Heather R. Stace-Smith (author), Kenneth Pudlas (thesis supervisor), Katrina Korb (second reader), Julie Corkett (external examiner), Trinity Western University SGS (Degree granting institution)
Using a switching replications quasi-experimental design, this study investigated the effectiveness of the application Clicker Docs and tablet accessibility features as a 6 week alternating intervention tool for improving writing. Aspects of writing included writing quality, writing output, and attitudes of struggling writers. Two groups of 11 students from grades 2-7 who were identified with a disability or as a struggling writer, alternated participation in this intervention program. A mixed 2x2 repeated measures analysis of covariance (ANCOVA) with pre-test scores as covariate was used. Results showed a large significant effect on writing quality at Post-test 2. On average, those in the iPad intervention group demonstrated better writing quality than those in the control group. In addition, a medium significant effect was found for writing output. On average, those in the iPad intervention group wrote less overall than those in the control group. No effect was found for attitude towards writing.
Mary K DeLong (author), Richard Sawatzky (thesis supervisor), Lena Cuthbertson (second reader), Sheryl Reimer-Kirkham (third reader), Trinity Western University SGS (Degree granting institution)
Person-centred care acknowledges the person behind the patient and can enhance the quality of life of long term care residents. Relational aspects of health care are foundational to person-centred care; this study examines associations between relational aspects of care and residents’ self-reported mental and physical health. A secondary analysis of British Columbia Residential Care Survey data (N = 2,108) used hierarchical multivariate linear regression to evaluate the extent to which relational aspects of care explain variation in self-reported physical and mental health, relative to other care experiences. Relative improvement in relational aspects of care was associated with greater self-reported physical and mental health. For self-reported physical health, relational aspects accounted for 34.5% of the explained variance (R2 = 0.279), and for self-reported mental health, accounted for 48.3% of the explained variance (R2 = 0.274). Relational aspects of care do positively influence residents’ physical and mental health outcomes.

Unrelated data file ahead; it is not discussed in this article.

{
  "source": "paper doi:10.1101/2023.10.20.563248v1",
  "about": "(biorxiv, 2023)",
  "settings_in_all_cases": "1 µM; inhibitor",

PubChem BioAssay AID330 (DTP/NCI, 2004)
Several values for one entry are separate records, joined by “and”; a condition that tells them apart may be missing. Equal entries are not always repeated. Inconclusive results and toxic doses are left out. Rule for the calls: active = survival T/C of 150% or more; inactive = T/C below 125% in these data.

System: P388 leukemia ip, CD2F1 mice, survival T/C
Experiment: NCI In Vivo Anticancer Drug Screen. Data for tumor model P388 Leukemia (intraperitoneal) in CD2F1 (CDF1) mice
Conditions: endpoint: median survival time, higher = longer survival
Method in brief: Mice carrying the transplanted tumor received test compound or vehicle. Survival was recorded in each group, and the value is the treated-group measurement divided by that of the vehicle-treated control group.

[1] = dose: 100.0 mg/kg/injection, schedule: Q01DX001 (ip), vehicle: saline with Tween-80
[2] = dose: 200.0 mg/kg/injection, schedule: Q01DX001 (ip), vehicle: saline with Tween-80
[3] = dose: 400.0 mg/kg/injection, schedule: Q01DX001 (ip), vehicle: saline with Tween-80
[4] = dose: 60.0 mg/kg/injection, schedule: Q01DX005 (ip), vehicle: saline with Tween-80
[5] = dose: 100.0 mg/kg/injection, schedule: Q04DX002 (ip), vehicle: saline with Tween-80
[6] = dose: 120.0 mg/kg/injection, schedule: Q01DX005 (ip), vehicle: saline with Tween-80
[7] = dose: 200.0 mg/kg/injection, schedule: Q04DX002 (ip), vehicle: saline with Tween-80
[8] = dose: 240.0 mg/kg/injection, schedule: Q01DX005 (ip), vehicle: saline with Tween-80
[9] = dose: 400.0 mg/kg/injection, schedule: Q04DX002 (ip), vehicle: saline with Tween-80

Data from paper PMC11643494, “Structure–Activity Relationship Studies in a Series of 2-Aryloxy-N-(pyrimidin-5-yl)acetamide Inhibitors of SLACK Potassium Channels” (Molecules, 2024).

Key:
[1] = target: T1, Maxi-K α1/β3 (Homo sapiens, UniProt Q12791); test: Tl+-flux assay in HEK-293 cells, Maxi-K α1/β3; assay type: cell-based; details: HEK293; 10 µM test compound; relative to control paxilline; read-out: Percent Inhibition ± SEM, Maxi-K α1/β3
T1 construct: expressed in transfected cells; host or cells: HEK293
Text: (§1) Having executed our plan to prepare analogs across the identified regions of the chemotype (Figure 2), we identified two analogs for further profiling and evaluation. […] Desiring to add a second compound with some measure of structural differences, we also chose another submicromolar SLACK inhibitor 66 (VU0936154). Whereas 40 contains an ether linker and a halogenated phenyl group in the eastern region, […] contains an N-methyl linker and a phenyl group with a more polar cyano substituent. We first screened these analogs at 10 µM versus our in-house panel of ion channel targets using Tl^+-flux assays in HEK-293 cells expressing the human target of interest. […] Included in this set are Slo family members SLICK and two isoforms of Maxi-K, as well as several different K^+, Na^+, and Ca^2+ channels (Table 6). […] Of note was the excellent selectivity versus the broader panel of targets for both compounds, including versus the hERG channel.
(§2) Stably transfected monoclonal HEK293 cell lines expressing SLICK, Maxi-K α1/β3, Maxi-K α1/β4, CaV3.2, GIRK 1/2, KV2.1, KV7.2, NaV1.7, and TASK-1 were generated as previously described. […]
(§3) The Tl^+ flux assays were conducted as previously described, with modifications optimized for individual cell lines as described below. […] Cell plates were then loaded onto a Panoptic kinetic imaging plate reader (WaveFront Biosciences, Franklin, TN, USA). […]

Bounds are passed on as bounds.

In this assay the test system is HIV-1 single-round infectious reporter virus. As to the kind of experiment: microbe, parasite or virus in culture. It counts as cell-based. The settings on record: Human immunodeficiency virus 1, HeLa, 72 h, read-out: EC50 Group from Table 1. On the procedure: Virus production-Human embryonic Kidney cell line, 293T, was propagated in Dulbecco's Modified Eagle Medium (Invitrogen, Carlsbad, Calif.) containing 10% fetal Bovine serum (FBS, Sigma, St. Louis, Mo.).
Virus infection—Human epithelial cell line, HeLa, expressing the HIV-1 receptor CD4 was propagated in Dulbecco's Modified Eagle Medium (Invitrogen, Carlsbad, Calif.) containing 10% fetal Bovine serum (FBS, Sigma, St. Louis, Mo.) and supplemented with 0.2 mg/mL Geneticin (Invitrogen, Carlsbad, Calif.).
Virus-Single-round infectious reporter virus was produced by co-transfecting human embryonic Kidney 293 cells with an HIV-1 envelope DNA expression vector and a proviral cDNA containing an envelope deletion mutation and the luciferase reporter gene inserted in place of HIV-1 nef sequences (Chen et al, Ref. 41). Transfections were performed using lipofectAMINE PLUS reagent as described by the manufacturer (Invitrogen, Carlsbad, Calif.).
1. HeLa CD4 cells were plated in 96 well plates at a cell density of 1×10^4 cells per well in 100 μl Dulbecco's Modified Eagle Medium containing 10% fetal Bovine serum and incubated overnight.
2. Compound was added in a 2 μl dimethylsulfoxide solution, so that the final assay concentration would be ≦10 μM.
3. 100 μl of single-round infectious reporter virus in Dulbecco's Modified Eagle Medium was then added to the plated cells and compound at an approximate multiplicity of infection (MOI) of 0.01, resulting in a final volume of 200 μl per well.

Melissa J. De Boer (author), Richard Sawatzky (thesis supervisor), Sheryl Reimer-Kirkham (second reader), Patricia Porterfield (third reader), Trinity Western University SGS (Degree granting institution)
In this qualitative study, five nurses and four physicians from intensive care settings were interviewed about their experiences of the end-of-life (EOL) decision making process. For both professional groups, a shared mission to avoid futility was identified as foundational and climactic aim to the process. This desire heavily shaped initiation and engagement of what was presented as an ambiguous decision making process. Three themes emerged of elements that most influenced their variable experiences of the EOL decision making process: moral weightiness, family receptiveness, and the individual philosophy of approach. These findings emphasize the wide amount of subjective variability experienced and shed light on the competing emotional, psychological, and social interests for ICU nurses and physicians in the EOL decision making process. There must be greater understanding of the EOL decision making process in an intensive care context to provide better support to nurses and physicians.